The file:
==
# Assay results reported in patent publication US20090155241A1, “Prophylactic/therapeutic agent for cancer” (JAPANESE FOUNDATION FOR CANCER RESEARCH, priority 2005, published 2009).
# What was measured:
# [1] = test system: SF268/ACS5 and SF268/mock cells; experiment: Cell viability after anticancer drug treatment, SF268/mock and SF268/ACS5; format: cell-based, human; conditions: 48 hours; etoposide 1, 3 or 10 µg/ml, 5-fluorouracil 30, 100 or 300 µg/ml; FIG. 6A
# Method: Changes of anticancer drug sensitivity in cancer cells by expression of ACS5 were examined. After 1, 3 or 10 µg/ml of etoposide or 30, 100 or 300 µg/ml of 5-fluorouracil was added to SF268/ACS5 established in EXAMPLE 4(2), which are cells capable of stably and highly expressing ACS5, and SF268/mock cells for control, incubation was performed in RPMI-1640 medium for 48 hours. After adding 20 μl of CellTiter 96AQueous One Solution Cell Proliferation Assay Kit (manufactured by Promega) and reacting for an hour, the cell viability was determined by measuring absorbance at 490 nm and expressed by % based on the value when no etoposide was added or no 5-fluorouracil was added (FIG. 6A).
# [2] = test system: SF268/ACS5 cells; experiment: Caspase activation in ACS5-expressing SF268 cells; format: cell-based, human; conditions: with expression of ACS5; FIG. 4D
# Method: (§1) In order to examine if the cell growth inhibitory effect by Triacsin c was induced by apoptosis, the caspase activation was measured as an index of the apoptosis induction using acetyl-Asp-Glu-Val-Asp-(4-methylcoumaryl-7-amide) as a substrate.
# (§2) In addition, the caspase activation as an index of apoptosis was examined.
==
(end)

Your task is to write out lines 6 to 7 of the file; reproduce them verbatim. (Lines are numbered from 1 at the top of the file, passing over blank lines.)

# Method: (§1) In order to examine if the cell growth inhibitory effect by Triacsin c was induced by apoptosis, the caspase activation was measured as an index of the apoptosis induction using acetyl-Asp-Glu-Val-Asp-(4-methylcoumaryl-7-amide) as a substrate.
# (§2) In addition, the caspase activation as an index of apoptosis was examined.